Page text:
In my own recent coaching session, my coach Louise and I, were discussing challenges I’d been having trying to manage multiple projects which had meant that some things (like writing articles) weren’t getting done.
It can become stressful, when there are many, many things that you could be doing and are not sure where to start. It can become overwhelming. As a result, we can waste time putting things off or trying to decide; time that we could be using actually getting things done.
We’re encouraged to do things quickly and several things at once. And technology means that we have more interruptions from email, text, What’s App, that prompt us to react to all the things happening around us. We can become distracted and end up doing things when they suddenly become urgent. Whilst some pressure can be motivating, too much can be mentally and physically exhausting. We begin to miss things or make mistakes.
During our conversation, Louise reminded me that I’ve often spoken about time as being like money. You choose how to spend both.
It may have been through my accounting training, that I know the importance of good financial management. This is now especially important with our Foundation projects – our scholarships, mentoring programme, cycling club and field centre. Like any organisation, we have a limited amount of money and we need to decide how best to use these funds. How much do we spend and on which projects?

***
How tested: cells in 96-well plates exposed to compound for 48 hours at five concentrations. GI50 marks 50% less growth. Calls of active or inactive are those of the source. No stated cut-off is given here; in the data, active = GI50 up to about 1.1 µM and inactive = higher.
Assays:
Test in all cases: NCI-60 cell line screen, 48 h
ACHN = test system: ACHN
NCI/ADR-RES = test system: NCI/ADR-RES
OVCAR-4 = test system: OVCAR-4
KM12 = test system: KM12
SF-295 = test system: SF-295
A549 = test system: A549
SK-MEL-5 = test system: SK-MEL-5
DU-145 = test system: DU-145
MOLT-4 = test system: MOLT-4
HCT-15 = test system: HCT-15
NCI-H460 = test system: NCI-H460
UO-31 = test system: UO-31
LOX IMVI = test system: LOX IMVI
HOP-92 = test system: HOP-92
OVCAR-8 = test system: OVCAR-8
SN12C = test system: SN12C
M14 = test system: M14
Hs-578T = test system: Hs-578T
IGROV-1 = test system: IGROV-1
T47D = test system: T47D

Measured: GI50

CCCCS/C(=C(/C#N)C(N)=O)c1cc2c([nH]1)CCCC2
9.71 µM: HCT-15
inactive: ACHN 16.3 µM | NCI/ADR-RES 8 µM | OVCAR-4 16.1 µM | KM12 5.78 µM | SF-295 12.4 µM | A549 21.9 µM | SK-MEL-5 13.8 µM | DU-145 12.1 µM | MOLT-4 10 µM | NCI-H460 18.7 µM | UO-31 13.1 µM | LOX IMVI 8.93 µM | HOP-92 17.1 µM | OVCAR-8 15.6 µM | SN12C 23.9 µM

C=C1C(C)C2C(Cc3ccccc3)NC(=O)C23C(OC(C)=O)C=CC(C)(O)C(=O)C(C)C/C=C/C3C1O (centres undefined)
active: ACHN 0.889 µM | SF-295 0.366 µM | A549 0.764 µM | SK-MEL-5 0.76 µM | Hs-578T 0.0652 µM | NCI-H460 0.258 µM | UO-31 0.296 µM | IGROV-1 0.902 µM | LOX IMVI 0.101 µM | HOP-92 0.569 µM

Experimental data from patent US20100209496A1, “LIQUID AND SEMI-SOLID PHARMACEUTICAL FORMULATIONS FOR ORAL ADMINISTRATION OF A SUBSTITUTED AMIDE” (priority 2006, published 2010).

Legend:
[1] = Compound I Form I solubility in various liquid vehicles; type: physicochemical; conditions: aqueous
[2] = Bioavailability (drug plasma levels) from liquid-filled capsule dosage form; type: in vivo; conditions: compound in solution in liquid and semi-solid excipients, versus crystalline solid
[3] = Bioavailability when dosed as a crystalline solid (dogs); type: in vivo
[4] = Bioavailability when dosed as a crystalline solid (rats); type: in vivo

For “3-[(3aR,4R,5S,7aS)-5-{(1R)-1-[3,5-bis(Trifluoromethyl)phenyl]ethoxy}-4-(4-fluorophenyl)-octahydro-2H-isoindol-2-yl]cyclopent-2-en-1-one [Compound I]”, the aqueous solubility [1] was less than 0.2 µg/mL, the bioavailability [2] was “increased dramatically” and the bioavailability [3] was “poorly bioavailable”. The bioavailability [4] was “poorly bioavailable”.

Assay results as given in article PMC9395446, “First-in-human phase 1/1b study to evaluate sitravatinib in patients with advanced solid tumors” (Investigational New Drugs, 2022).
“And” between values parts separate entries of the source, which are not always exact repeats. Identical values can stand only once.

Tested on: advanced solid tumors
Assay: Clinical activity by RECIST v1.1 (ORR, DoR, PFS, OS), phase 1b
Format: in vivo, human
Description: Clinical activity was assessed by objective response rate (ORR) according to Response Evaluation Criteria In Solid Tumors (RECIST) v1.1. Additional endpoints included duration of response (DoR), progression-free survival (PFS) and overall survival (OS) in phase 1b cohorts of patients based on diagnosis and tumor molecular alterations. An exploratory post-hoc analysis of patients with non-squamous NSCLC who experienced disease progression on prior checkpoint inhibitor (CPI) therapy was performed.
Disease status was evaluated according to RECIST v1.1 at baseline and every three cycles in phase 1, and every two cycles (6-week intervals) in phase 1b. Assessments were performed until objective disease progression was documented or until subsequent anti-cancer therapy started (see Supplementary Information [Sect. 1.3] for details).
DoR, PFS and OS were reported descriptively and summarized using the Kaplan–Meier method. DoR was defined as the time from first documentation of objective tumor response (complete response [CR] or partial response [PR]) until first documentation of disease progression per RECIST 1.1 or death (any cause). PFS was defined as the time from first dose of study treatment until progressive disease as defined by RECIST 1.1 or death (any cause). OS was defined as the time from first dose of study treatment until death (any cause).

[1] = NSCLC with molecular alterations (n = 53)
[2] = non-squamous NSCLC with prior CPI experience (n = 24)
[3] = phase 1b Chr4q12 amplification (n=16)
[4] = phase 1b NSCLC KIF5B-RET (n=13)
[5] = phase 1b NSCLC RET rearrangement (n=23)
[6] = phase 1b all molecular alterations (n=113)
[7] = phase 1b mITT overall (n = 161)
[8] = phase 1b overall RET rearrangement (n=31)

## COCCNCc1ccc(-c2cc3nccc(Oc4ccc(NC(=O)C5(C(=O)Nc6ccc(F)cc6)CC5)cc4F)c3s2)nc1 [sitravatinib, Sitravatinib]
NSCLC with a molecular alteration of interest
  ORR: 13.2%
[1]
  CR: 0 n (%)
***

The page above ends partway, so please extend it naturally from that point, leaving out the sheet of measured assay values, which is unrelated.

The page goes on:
Since we also spend our time in the same way, then why not take a similar approach to managing the amount of time we have available?
Louise encouraged me to test this out, so I’ve recently done a ‘time budget’ myself which is helping me decide how I want to spend my time, so that I get the things done that I want to.
Treat your time as a valuable resource (just like you would with your money). I’d even say it’s even more important. There are many things we can do without money, but everything takes time. And if we’re short of money we may be able to earn more, but how do we make more time? We can use other people’s time (if they offer to help or we buy their time), but otherwise whatever we do, we’ll all have 24 hours in the day, today, tomorrow and the day after. It’s therefore our choice how we choose to spend that time.
This was a valuable reminder as it prompted me to do a “time budget”. And it shows the value of coaching. My coach, Louise, enabled me to understand the challenges that I’d been facing trying to manage many different projects and my concerns that I wasn’t getting everything done.
And as far as I can tell, we only get our time once. So make the most of it – use it wisely.